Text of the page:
Roman Catholic Parish


November 4, 2018

Dear All,

So you will want to say to me that all this talk about forgiveness is just fine. But what about repentance and contrition and justice?’

It is certain that one who cannot admit to wrongdoing will not seek forgiveness; neither will the one who deems himself justified in doing evil; nor the one who does not understand the hurt brought about by his deeds.  In these cases it can certainly seem that a willingness to forgive is a waste of energy.

But, if you think about it for a moment, you will realize that no one will seek forgiveness unless there is hope for the same.  No one will believe in mercy, unless mercy has been offered.  No one will think reconciliation is possible unless there is someone who is willing to partner in the work of reconciling.

The wrongdoer who remains obdurate in his wrongdoing stays locked in the world created by his misdeed.  There is no other future for him than the one that spins off from his sins.  He cannot become better than his worst day or deed.  But if he can find repentance in his own heart and mercy in the heart of another, then there can be something new and different – for the both!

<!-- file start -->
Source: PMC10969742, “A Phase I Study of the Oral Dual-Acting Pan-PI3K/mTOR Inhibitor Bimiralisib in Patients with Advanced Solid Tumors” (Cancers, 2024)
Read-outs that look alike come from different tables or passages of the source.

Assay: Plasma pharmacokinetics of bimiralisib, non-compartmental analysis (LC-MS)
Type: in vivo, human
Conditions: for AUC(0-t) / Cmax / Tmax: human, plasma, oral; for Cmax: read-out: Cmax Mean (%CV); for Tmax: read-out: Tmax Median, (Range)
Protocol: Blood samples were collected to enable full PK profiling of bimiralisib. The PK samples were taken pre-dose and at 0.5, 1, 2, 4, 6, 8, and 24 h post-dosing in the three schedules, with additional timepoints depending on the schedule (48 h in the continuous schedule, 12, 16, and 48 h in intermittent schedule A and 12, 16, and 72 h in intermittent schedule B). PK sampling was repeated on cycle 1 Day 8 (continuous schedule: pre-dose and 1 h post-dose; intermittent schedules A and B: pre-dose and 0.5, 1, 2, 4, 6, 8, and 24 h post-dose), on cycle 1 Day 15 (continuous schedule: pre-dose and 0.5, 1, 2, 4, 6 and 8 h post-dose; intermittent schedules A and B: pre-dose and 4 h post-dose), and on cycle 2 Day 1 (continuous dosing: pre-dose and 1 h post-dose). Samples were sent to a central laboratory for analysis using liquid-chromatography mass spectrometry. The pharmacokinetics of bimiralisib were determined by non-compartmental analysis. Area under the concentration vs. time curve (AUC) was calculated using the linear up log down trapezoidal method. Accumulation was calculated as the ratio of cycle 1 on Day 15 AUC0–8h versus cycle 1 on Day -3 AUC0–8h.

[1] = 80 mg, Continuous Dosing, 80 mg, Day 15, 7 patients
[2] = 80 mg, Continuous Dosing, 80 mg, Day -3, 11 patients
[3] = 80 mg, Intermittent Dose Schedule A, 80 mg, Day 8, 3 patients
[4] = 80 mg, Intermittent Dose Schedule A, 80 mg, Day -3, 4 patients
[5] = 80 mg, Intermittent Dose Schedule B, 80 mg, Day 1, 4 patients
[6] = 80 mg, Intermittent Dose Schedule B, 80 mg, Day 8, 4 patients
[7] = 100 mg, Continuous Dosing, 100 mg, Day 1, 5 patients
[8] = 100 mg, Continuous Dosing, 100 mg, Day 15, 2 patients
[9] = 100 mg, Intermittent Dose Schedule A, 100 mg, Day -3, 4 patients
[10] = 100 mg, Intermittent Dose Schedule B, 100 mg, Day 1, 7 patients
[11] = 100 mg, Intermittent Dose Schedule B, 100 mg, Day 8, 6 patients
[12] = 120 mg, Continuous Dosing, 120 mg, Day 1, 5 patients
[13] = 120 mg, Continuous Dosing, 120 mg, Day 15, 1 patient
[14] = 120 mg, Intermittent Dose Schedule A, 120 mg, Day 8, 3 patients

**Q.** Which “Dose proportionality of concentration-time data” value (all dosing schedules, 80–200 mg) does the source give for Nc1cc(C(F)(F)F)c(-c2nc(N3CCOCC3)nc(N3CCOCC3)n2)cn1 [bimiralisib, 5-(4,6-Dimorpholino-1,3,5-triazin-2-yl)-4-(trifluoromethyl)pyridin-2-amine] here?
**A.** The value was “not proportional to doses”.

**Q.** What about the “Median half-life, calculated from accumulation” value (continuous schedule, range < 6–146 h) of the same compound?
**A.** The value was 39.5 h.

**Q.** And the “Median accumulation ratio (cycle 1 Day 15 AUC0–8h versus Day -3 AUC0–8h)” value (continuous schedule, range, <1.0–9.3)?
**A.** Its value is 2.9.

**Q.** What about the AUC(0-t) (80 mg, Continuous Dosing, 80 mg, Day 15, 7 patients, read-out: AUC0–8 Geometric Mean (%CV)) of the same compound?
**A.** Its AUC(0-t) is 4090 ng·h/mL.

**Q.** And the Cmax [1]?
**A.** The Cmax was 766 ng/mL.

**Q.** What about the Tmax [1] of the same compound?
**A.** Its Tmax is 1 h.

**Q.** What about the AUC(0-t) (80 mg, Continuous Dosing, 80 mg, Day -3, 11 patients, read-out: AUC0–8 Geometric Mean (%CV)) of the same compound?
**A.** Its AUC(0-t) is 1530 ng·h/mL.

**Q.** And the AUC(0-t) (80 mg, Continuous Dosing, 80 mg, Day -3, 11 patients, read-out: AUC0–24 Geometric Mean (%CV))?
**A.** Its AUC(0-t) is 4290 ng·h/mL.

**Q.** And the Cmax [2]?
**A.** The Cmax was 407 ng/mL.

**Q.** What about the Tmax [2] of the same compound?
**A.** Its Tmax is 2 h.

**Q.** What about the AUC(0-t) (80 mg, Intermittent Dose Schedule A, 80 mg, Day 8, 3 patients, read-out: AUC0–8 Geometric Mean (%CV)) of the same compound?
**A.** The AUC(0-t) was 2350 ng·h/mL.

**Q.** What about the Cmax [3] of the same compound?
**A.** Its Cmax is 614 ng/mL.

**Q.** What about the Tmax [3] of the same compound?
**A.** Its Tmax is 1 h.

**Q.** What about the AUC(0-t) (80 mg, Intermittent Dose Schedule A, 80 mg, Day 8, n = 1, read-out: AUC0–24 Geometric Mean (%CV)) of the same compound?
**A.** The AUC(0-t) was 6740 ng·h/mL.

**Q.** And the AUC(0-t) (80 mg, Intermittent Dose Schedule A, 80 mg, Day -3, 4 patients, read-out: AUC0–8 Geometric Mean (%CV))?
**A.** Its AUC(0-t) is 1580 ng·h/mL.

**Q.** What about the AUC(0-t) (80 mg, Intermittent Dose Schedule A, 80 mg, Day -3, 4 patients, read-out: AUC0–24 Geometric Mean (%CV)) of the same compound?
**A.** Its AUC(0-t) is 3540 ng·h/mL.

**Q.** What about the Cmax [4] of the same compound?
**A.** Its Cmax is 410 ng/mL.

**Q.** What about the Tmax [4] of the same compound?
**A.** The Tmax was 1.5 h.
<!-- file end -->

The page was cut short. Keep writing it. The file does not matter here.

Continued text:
But if forgiveness is possible only when certain conditions have been met -- after justice has been served or repentance has been expressed -- then the one who was wronged remains tethered to that worst day in the wrongdoer’s life; the injured party holds on to the injury as defining himself.  And he will not let go of that self-definition until someone else has acted – the guilty party.

But if the injured person decides to forgive and to leave a trove of mercy at the doorstep of the one who did him wrong, then he has no unfinished business with that person, seeks no further revenge or retribution or even interaction with the criminal.  Only then he can move on into a new future that is not in any way determined by of the past he shares with the one who hurt him.  His new life depends, not on the action or punishment or anything else in the life of his nemesis.  He creates it by the simple act of forgiveness.

Whether the wrongdoer seeks that trove of mercy, whether he accepts it, this is not the concern of the one who forgives.  Having freed himself of an old and injured life, he frees the one who injured him to go in freedom wherever he wills to go.

As soon as Maria Goretti forgave Alessandro, she had no unfinished business with her rapist/murderer.  She became free to devote her attention to her immanent meeting with God.

Jesus’ prayer for the forgiveness of his killers set him free to make of his dying an act of obedience to his Father – not my will but thine – and of his last  breath prayer of trust – I put my life in your hands.  These are not just edifying thoughts about Jesus as a nice guy; they reveal the truly divine power of mercy to bring about new life.

Really and truly and obediently yours,



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